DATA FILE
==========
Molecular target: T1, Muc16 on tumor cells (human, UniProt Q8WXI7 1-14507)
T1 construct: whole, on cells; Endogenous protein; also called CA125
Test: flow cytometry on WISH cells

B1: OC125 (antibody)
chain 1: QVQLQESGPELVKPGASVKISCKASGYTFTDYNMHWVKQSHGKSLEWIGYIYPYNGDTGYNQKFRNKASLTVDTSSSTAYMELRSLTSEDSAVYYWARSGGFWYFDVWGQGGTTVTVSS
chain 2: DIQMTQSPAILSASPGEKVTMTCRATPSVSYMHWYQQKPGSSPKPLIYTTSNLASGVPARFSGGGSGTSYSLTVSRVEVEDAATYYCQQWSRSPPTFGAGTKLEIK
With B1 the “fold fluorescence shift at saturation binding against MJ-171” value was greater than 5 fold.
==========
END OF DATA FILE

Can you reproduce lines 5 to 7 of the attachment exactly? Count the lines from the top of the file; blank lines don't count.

chain 1: QVQLQESGPELVKPGASVKISCKASGYTFTDYNMHWVKQSHGKSLEWIGYIYPYNGDTGYNQKFRNKASLTVDTSSSTAYMELRSLTSEDSAVYYWARSGGFWYFDVWGQGGTTVTVSS
chain 2: DIQMTQSPAILSASPGEKVTMTCRATPSVSYMHWYQQKPGSSPKPLIYTTSNLASGVPARFSGGGSGTSYSLTVSRVEVEDAATYYCQQWSRSPPTFGAGTKLEIK
With B1 the “fold fluorescence shift at saturation binding against MJ-171” value was greater than 5 fold.